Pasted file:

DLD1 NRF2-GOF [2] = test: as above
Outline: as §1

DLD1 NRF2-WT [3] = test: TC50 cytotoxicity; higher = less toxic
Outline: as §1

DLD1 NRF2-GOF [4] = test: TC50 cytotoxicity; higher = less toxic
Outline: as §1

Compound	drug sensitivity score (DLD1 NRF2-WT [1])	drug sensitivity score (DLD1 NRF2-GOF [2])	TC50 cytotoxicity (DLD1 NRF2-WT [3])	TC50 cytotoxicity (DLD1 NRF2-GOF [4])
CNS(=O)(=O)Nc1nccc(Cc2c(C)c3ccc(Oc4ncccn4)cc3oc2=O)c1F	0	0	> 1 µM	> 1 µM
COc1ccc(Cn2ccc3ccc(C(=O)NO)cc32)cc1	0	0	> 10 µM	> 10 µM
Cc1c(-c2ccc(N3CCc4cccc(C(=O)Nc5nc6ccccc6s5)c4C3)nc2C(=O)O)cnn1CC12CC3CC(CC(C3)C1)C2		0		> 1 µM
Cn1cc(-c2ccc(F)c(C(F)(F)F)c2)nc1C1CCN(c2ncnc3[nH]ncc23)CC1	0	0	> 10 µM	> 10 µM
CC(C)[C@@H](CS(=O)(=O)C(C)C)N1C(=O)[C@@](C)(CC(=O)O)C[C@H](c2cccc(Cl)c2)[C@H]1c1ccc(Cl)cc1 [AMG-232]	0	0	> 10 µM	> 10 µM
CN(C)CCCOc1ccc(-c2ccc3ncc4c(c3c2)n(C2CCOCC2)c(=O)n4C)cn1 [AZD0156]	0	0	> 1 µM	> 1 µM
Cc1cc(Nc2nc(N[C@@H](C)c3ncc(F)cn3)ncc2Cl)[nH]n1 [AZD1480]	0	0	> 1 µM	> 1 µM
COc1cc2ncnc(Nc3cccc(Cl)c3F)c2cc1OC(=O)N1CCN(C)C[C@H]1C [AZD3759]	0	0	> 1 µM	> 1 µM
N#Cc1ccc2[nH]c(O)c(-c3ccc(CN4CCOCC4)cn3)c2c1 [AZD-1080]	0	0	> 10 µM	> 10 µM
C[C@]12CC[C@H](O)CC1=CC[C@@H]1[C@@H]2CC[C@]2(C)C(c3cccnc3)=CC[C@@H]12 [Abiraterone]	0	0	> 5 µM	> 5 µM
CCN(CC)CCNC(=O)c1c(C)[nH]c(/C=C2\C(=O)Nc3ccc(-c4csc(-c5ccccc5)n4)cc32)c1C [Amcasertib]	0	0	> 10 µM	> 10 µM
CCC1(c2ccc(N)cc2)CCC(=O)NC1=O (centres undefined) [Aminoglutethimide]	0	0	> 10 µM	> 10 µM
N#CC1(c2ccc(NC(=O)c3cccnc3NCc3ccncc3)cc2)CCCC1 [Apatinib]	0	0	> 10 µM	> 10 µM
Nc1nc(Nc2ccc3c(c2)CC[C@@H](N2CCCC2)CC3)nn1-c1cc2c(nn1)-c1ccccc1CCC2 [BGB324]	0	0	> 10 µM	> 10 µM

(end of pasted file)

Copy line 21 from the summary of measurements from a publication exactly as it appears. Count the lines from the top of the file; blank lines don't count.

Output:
Nc1nc(Nc2ccc3c(c2)CC[C@@H](N2CCCC2)CC3)nn1-c1cc2c(nn1)-c1ccccc1CCC2 [BGB324]	0	0	> 10 µM	> 10 µM